I don't find it surprising that most people in the world - past and present - find Christianity incredible, ridiculous or outrageous - at any rate: unbelievable. That was how it struck me, for most of my life.
In the West this is mostly because the official assumption of all adolescents and adults in public discourse - is that there is neither purpose nor meaning to human life: it is all a consequence of abstract processes, grinding-away because that is what they do.
But in most of the world, where a God is believed and assumed, Christianity is recognised to be an assertion of the limitations of God: that God is a person, and concerned with this world. For many that is a human limitation imposed on an unknowably great God - who can only be discussed indirectly, by negations and abstractions.
And, most strongly, other religions recognise that for Christians God is limited. Non Christians recognise that Christianity is an assertion that God is Not omnipotent - that there are things God cannot do. Such is implied by the Christian assertion that Jesus Christ was necessary.
If Jesus is necessary (and assuming he is not just a projection of God, an 'avatar') then there is something vital that God could not do; and that Jesus was needed to do.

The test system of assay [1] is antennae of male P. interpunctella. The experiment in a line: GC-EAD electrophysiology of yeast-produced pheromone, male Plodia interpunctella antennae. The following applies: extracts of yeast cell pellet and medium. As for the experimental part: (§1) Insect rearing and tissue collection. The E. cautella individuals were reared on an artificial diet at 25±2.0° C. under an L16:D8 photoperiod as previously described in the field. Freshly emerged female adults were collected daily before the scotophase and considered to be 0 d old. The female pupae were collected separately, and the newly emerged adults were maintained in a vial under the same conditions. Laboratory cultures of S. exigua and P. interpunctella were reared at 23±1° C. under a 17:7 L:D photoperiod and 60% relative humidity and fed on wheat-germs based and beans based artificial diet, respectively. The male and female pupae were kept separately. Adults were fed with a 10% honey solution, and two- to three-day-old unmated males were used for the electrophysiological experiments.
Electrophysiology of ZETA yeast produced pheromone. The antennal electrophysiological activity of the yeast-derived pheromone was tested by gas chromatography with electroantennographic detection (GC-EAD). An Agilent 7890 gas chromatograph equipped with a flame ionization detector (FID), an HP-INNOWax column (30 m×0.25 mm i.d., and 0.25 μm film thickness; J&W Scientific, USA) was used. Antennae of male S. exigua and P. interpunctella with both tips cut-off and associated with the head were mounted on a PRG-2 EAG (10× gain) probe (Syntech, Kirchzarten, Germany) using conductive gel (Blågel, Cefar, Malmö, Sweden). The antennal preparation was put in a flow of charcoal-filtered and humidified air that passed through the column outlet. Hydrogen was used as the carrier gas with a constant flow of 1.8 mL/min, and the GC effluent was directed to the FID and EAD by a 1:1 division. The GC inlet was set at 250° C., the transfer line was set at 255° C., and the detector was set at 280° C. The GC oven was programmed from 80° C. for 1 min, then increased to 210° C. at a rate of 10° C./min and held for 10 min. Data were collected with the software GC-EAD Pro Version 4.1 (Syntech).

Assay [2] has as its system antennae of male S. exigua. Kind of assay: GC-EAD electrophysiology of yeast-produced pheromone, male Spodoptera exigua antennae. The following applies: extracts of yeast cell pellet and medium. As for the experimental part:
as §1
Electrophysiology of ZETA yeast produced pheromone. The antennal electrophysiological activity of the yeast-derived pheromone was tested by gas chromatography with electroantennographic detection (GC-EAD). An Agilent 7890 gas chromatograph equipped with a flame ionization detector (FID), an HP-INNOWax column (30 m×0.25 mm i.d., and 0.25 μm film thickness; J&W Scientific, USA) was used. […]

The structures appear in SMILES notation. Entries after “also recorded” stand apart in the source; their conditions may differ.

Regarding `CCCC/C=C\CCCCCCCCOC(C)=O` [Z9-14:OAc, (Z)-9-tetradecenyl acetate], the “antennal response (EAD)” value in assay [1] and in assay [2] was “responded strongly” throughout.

This seems obvious to other religions; and it really ought to be obvious to Christians; however most Christian intellectuals deny these obvious inferences. Many Christians assert that God is omnipotent and also needs Jesus, who is a different person than God. Christians assert that God is unknowably great - omnipotent, omniscient, omnipresent - and also loves each individual person as a Father.
And this is, and always has been, a weakness of Christianity; a weakness that looks very much like dishonesty. Christians should stop attempting to 'have it both ways'; and to admit that - increasingly this fails to convince, for the simple reason that it does not make sense (at least, it does not make 'common sense').
If Jesus Christ is regarded as a fact and as a necessity; then it ought to be possible for Christians to accept the implications of that core belief - rather than to insist on fitting this into an idea of God as impersonal and abstract, all-powerful, and not-human: utterly alien - a concept that was, ultimately, derived from Non Christian religions.